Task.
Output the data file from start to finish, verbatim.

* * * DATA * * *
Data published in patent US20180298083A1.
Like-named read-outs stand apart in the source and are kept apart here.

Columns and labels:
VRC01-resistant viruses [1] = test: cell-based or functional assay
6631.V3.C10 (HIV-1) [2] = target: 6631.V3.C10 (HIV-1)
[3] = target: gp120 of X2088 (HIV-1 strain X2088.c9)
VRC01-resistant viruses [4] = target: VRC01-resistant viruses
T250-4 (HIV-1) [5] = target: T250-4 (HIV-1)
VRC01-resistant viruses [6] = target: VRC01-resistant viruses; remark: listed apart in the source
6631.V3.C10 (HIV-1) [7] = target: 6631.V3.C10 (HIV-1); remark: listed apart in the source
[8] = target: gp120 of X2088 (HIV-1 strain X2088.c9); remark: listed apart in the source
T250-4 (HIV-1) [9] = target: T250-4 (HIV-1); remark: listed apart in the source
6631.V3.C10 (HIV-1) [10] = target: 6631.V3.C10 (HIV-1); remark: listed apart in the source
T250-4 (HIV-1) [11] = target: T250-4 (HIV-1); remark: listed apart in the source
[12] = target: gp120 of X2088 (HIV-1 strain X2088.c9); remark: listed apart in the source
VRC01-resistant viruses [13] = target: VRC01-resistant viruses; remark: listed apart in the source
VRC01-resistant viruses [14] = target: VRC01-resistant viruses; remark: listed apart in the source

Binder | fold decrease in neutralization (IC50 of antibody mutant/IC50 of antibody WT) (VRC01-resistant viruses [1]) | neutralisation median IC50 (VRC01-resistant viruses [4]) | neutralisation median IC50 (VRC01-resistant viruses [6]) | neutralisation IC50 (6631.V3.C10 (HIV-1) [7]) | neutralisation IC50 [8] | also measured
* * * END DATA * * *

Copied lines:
Data published in patent US20180298083A1.
Like-named read-outs stand apart in the source and are kept apart here.

Columns and labels:
VRC01-resistant viruses [1] = test: cell-based or functional assay
6631.V3.C10 (HIV-1) [2] = target: 6631.V3.C10 (HIV-1)
[3] = target: gp120 of X2088 (HIV-1 strain X2088.c9)
VRC01-resistant viruses [4] = target: VRC01-resistant viruses
T250-4 (HIV-1) [5] = target: T250-4 (HIV-1)
VRC01-resistant viruses [6] = target: VRC01-resistant viruses; remark: listed apart in the source
6631.V3.C10 (HIV-1) [7] = target: 6631.V3.C10 (HIV-1); remark: listed apart in the source
[8] = target: gp120 of X2088 (HIV-1 strain X2088.c9); remark: listed apart in the source
T250-4 (HIV-1) [9] = target: T250-4 (HIV-1); remark: listed apart in the source
6631.V3.C10 (HIV-1) [10] = target: 6631.V3.C10 (HIV-1); remark: listed apart in the source
T250-4 (HIV-1) [11] = target: T250-4 (HIV-1); remark: listed apart in the source
[12] = target: gp120 of X2088 (HIV-1 strain X2088.c9); remark: listed apart in the source
VRC01-resistant viruses [13] = target: VRC01-resistant viruses; remark: listed apart in the source
VRC01-resistant viruses [14] = target: VRC01-resistant viruses; remark: listed apart in the source

Binder | fold decrease in neutralization (IC50 of antibody mutant/IC50 of antibody WT) (VRC01-resistant viruses [1]) | neutralisation median IC50 (VRC01-resistant viruses [4]) | neutralisation median IC50 (VRC01-resistant viruses [6]) | neutralisation IC50 (6631.V3.C10 (HIV-1) [7]) | neutralisation IC50 [8] | also measured